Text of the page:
Don’t Hold Your Breath

The author says that while a couple of bills that would boost federal retirement benefits are welcome news, they are unlikely to become law.

Several years ago, when it seemed that everybody and their dog was trying to cut our federal retirement benefits, I wrote an article that ended with this advice – “Don’t Panic! It turned out that was good advice, as our benefits escaped the meat axe.

I think that today, as proposals are being floated to enhance our benefits and our Social Security, we need to follow some different advice – “Don’t Hold Your Breath!” 

We need to remember what we learned in Civics class about how a bill becomes a law. There are lots of steps between legislation being introduced and being enacted. According to the Huffington Post, in any given session of Congress, only 4% of bills that were introduced actually become law.

Of what enhancements do I write?

The Equal COLA Act 

The Equal COLA Act which would increase the FERS retirement COLA to that received by CSRS retirees. If this were in effect now, instead of the 2% COLA FERS retirees age 62 and older received, the COLA would have been 2.8%. The bill would make no change in the age of eligibility for the COLA.

The Social Security 2100 Act

The Social Security 2100 Act which would:

  • Change the way the Social Security COLA is computed to use the CPI-E (consumer price index for the elderly) rather than the CPI-W (consumer price index for urban wage-earners and clerical workers). This would result in slightly higher Social Security COLAs.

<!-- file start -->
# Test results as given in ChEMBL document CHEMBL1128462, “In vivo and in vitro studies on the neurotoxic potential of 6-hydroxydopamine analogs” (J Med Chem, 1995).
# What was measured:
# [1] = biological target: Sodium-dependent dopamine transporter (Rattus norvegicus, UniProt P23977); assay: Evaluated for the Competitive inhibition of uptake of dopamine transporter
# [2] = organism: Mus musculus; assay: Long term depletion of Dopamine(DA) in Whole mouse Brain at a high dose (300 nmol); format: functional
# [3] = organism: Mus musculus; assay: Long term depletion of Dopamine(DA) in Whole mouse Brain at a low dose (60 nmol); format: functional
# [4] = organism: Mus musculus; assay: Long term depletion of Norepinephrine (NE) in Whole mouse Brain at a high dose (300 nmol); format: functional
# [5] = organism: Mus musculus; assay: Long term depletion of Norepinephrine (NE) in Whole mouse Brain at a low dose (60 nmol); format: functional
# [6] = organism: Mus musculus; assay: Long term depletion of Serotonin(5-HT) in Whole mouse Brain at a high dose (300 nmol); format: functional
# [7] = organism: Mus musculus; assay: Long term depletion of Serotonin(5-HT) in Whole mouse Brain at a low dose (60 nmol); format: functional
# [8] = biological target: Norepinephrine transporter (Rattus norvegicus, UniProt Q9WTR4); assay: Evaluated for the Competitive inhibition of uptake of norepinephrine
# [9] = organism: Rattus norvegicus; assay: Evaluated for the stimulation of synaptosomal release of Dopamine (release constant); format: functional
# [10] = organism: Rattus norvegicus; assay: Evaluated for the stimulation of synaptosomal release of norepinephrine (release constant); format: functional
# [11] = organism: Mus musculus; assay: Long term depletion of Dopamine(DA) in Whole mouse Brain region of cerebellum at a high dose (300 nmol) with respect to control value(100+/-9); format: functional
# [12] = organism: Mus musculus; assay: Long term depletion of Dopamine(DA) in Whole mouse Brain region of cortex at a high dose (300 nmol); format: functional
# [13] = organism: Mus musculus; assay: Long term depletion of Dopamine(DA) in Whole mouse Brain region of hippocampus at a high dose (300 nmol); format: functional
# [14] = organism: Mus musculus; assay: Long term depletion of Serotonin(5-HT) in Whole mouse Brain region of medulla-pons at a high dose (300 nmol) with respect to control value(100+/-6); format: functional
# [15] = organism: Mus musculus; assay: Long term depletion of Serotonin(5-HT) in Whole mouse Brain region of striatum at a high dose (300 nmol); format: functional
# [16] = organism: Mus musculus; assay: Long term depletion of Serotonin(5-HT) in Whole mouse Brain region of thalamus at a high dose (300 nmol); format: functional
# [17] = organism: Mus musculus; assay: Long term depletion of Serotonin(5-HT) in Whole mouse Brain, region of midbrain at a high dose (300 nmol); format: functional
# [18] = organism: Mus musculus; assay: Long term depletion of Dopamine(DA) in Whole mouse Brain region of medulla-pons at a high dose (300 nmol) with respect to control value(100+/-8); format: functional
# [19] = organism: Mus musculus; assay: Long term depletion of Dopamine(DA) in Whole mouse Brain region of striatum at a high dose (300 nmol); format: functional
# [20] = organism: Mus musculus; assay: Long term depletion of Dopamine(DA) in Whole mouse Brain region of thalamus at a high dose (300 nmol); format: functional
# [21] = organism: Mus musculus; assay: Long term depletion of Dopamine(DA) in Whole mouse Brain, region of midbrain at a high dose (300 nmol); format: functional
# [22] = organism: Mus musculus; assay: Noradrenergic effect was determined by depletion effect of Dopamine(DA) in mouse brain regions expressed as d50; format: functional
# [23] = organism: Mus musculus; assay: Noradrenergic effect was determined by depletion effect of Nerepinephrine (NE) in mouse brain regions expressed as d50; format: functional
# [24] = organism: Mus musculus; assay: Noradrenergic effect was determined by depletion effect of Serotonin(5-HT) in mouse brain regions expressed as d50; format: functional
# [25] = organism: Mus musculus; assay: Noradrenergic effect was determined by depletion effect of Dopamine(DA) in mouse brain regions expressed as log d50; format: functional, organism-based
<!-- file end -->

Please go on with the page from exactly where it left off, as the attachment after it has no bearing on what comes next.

• Increase the Social Security retirement benefit by increasing the first “bend point” in the computation to 93% from 90%. It is estimated that this would increase the average Social Security retirement benefit by 2%.
  • Raise the income thresholds that apply to the taxation of Social Security benefits for federal income tax purposes.
  • Collect the Social Security payroll tax from incomes greater than $400,000. This would leave a “donut hole” of income (that between the current $132,900 tax cap and $400,000) that was not subject to the payroll tax.
  • Increase the Social Security payroll tax by 0.1% per year from now through 2043.

There’s a long way for these proposals to go before any benefits reach FERS retirees and Social Security recipients. And, in a divided government, chances of passage and presidential approval are even slimmer.

It’s nice to see our elected representatives suggesting better, rather than worse, benefits but, like I suggested at the beginning of this article – Don’t Hold Your Breath!

Agencies can request to have John Grobe, or another of Federal Career Experts' qualified instructors, deliver a retirement or transition seminar to their employees. FCE instructors are not financial advisers and will not sell or recommend financial products to class participants. Agency Benefits Officers can contact John Grobe at to discuss schedules and costs.

About the Author

John Grobe is President of Federal Career Experts, a firm that provides pre-retirement training and seminars to a wide variety of federal agencies. FCE’s instructors are all retired federal retirement specialists who educate class participants on the ins and outs of federal retirement and benefits; there is never an attempt to influence participants to invest a certain way, or to purchase any financial products. John and FCE specialize in retirement for special category employees, such as law enforcement officers.